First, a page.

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Getting Started With Augmented and Virtual Reality

Explore and create

Explore and create : Creation lab

Sunday, November 29, 10:00–10:50 am PST (Pacific Standard Time)

Jaime Donally  
Getting started with augmented and virtual reality may seem overwhelming, but with the right approach, successful implementation is achievable — and can actually be a lot of fun to learn. A solid plan will help turn frustrating experiences into mind-blowing creative lessons.

Audience: Coaches, Teachers, Library media specialists
Skill level: Beginner
Attendee devices: Devices required
Attendee device specification: Smartphone: Windows, Android, iOS
Tablet: Android, iOS, Windows
Topic: Augmented, mixed & virtual reality
Grade level: PK-12
ISTE Standards: For Students:
Empowered Learner
  • Students understand the fundamental concepts of technology operations, demonstrate the ability to choose, use and troubleshoot current technologies and are able to transfer their knowledge to explore emerging technologies.
Innovative Designer
  • Students know and use a deliberate design process for generating ideas, testing theories, creating innovative artifacts or solving authentic problems.
Digital Citizen
  • Students engage in positive, safe, legal and ethical behavior when using technology, including social interactions online or when using networked devices.
Additional detail: ISTE author presentation, Session recorded for video-on-demand
Influencer Disclosure: This session includes a presenter that indicated a “material connection” to a brand that includes a personal, family or employment relationship, or a financial relationship. See individual speaker menu for disclosure information.

Proposal summary

Purpose & objective

Jumping into immersive technology can be exciting, but without proper preparation, the most engaging lessons can be a complete fail. There are no guarantees that any planning will avoid potential problems, but it should help minimize potential pitfalls and improve the effectiveness of your augmented and virtual reality lessons.

The session will use virtual collaboration to answer some of the problems we face and target how to support our students. In these responses, various resources will be offered with specific use cases. The strategies will include whole group discussion, individual responses, and group activities.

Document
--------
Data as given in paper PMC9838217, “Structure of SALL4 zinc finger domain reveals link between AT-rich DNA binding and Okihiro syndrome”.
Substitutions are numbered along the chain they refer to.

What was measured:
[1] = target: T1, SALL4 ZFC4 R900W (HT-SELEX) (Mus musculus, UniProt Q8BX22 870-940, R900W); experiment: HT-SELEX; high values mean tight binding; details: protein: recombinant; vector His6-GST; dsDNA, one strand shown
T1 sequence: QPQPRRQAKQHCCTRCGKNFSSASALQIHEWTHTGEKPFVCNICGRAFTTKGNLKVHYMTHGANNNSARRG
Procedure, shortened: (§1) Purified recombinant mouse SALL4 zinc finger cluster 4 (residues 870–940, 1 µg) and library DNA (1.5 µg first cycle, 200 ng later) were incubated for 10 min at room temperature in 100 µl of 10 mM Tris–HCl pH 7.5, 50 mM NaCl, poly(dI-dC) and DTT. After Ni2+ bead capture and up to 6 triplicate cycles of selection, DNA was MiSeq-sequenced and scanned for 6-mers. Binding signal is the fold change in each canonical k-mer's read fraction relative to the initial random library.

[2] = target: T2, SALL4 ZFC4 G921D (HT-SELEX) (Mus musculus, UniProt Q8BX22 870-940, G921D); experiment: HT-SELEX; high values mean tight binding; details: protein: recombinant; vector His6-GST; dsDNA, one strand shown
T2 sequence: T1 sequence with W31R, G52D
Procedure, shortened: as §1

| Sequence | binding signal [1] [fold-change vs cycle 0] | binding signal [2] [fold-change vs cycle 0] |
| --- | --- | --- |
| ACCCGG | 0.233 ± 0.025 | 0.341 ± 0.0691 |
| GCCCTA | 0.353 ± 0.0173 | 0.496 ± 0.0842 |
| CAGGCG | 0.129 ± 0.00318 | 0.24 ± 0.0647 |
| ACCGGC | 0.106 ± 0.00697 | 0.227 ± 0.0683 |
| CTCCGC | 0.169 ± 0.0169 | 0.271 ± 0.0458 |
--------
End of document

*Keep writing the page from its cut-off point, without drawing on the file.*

We will cover these important questions:
What's the difference between augmented and virtual reality? (10 minutes)
What are your goals in using this technology? (10 minutes)
Who is part of the collaboration in using AR and VR? (10 minutes)
What are the best tools for my students? (30 minutes)

The questions will be available for all the attendees to answer and the session will address some of the key issues addressed in the responses.

Supporting research

Donally, J. (2018). Learning Transported. Place of publication not identified: ISTE INTL SOC FOR TECH IN.

A virtual glimpse into the reality of future education; TIPPING POINT Traditional learning is about to be challenged by advanced, immersive technology that could inspire generations, reports Peter Cunliffe." Times [London, England], 5 Apr. 2017, p. 39. Global Issues in Context, Accessed 29 Sept. 2017.

Increasing Student Development Through Multi-Level Immersive Learning: Clemson Engineers for Developing Countries Case Study
Author: Bargar, Dylan
Journal: International journal for service learning in engineering
Date: 10/01/2016

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Jaime Donally, ARVRinEDU

Jaime Donally is a passionate technology enthusiast. She began her career as a math teacher and later moved into instructional technology. Her desire to build relationships has created opportunities to collaborate with students and educators around the world. She provides staff development and training on immersive technology as an edtech consultant, and her latest adventures include the launch of Global Maker Day and the #ARVRinEDU community. She’s also an author and speaker on the practical use of augmented reality and virtual reality in the classroom.

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